‘After all we must all die-we know that’ she said. But Liddy was incorrigible.
‘That’s what I mean,’ she said quietly.
The desolate mood has completely taken hold of her:
‘I cannot believe that I won’t go on feeling: feeling the cold and the damp – you know, even after –’
The realization is borne in on Alice too; it seems almost as if death is reaching out at them from the dank earth. It is then that Alice makes the remark that magically transforms their mood and at the same time gives the story its shrewed ironical lift:
‘Well thanks be to goodness we won’t be buried here anyway!’ she said, impulsively.
Liddy is shocked into curiosity. Alice rushes on to explain that their father will be the last to be buried there. As for themselves –
‘there aren’t any more plots to be got here now, thanks be to God, so our husbands will have to provide them – in the new cemetery – thanks be to God again.’
Our husbands – it was an intoxicating thought! Like a flash Liddy’s depression lifts and a whole new vista is opened up to her imagination. The old cemetery with its dank emblems of decay loses its grip upon her as she rushes Alice out into the sunlight which has suddenly been switched on again. Now, by a natural, but quietly hilarious association the new cemetery becomes a symbol of life and marriage; a focus for all the romantic aspirations of young womanhood. The author, of course, makes no overt reference to this – but it is shrewdly planted in the dialogue.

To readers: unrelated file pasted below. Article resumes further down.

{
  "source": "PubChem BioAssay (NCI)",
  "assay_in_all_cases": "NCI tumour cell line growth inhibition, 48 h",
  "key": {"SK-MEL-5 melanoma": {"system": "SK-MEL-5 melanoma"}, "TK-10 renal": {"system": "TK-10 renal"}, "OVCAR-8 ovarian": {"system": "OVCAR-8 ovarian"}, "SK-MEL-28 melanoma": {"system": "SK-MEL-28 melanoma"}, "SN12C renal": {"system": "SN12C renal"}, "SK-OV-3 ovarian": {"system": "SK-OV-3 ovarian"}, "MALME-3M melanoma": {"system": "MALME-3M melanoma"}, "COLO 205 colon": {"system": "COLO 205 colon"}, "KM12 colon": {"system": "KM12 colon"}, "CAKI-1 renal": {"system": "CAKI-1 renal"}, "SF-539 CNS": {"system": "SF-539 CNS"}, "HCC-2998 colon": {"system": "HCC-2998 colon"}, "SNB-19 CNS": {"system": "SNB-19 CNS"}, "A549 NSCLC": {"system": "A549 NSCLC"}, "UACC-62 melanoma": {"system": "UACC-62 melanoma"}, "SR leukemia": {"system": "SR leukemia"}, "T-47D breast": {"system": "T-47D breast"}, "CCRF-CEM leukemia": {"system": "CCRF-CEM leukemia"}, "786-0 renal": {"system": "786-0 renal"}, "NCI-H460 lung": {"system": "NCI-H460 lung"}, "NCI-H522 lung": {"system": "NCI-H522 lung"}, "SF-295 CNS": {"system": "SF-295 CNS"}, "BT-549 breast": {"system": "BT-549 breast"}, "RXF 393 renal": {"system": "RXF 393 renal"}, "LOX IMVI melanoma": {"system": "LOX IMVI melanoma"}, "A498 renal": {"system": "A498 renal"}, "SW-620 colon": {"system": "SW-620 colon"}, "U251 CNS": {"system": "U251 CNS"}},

‘It must be lovely up there on an evening like this: we would walk around and read the names on the stones – they’re all names we know: not like this old place. I don’t suppose –’ she hesitated – ‘I wonder if –’
The mood infects Alice. Why not walk out towards the new cemetery! So arm in arm they set off – towards marriage, death, destiny, towards whatever hazily formed images have taken shape in their imaginations – but before they go they take care to close the gate of the old graveyard behind them.